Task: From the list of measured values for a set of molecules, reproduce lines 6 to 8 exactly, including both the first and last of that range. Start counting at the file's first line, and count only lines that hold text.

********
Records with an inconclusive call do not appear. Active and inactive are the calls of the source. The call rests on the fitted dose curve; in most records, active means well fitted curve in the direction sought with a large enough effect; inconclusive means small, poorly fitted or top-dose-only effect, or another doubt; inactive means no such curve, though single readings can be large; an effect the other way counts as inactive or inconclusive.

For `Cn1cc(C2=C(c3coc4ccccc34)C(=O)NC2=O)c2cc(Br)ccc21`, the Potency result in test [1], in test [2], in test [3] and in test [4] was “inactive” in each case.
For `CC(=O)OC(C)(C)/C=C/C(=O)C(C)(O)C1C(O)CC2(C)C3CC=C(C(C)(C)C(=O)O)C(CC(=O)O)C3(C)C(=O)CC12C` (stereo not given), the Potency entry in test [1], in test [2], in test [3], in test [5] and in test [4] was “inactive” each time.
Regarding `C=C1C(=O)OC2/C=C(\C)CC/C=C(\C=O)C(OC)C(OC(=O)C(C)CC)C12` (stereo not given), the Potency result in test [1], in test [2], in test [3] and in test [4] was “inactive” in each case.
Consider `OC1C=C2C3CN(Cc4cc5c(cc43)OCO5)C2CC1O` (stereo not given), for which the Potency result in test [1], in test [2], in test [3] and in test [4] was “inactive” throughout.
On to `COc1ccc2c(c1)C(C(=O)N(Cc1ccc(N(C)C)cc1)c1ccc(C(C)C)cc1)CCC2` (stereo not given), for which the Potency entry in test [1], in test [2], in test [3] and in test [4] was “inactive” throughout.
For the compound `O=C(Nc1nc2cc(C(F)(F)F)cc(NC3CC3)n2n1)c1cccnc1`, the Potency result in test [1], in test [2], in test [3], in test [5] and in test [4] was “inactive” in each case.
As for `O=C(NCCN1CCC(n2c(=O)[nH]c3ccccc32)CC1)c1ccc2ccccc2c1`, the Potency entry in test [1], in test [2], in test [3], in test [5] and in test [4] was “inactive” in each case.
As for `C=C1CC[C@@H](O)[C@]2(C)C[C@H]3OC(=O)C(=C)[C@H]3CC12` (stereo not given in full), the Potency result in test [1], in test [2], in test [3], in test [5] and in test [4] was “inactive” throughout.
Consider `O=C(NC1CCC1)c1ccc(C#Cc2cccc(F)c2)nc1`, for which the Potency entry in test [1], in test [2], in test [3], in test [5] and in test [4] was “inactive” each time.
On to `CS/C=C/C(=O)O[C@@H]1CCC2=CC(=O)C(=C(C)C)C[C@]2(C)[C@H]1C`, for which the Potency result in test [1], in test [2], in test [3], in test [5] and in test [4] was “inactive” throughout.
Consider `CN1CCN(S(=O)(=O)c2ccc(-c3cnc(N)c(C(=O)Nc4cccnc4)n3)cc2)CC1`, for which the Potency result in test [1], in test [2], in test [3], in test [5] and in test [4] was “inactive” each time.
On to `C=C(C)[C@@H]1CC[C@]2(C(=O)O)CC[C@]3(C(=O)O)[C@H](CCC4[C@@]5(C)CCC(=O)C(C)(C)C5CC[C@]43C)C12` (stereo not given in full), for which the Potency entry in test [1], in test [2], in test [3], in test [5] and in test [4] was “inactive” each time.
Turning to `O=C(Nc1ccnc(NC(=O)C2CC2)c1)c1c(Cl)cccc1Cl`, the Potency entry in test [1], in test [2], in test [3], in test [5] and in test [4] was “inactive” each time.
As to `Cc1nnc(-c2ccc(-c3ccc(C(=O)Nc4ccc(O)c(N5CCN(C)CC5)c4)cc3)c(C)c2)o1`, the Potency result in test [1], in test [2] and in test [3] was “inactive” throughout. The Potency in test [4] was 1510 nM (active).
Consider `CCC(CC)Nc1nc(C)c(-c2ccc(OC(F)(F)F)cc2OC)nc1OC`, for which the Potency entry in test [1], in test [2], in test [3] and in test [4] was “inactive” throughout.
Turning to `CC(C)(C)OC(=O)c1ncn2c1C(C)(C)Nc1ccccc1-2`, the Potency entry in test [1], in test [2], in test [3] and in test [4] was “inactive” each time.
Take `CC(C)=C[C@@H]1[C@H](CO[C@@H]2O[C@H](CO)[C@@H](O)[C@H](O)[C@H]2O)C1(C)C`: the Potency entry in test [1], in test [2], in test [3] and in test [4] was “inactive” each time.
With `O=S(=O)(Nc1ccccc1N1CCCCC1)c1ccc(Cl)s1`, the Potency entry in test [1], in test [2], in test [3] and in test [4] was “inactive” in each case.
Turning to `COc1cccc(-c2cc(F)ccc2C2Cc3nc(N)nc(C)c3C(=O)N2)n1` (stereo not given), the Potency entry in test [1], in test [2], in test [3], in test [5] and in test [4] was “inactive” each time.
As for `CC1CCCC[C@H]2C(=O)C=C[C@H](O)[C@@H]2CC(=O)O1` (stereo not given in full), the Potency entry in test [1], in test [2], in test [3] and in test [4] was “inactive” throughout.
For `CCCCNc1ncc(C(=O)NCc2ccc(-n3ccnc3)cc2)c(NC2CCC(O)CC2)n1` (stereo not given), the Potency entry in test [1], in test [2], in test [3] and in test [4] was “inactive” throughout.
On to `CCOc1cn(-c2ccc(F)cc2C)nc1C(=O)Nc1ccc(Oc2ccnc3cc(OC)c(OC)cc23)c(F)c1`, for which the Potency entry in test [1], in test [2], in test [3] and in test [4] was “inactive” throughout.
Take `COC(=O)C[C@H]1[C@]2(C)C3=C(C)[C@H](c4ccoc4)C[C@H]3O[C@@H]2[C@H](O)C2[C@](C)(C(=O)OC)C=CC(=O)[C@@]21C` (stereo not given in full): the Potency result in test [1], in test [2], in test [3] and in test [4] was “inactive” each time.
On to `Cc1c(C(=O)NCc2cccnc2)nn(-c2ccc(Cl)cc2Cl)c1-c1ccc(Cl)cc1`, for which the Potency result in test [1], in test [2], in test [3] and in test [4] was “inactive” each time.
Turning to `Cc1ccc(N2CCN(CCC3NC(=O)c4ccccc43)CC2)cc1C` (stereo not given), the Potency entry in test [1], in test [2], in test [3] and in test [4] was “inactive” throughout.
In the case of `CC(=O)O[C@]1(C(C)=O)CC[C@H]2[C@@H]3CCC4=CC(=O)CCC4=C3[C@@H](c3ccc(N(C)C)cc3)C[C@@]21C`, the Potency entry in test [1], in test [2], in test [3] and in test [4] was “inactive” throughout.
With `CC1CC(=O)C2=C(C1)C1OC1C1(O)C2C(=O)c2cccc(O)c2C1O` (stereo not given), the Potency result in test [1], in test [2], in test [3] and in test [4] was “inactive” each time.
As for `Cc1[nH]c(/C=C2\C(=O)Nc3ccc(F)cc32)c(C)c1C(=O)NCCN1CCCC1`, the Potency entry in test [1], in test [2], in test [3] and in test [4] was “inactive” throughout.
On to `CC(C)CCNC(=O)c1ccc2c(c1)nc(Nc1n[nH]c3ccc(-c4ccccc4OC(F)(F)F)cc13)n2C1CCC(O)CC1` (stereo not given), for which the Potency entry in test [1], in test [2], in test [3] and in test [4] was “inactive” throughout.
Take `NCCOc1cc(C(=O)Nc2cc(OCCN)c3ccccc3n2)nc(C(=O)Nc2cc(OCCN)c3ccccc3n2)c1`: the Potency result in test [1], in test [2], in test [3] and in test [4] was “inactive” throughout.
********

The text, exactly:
On to `COc1ccc2c(c1)C(C(=O)N(Cc1ccc(N(C)C)cc1)c1ccc(C(C)C)cc1)CCC2` (stereo not given), for which the Potency entry in test [1], in test [2], in test [3] and in test [4] was “inactive” throughout.
For the compound `O=C(Nc1nc2cc(C(F)(F)F)cc(NC3CC3)n2n1)c1cccnc1`, the Potency result in test [1], in test [2], in test [3], in test [5] and in test [4] was “inactive” in each case.
As for `O=C(NCCN1CCC(n2c(=O)[nH]c3ccccc32)CC1)c1ccc2ccccc2c1`, the Potency entry in test [1], in test [2], in test [3], in test [5] and in test [4] was “inactive” in each case.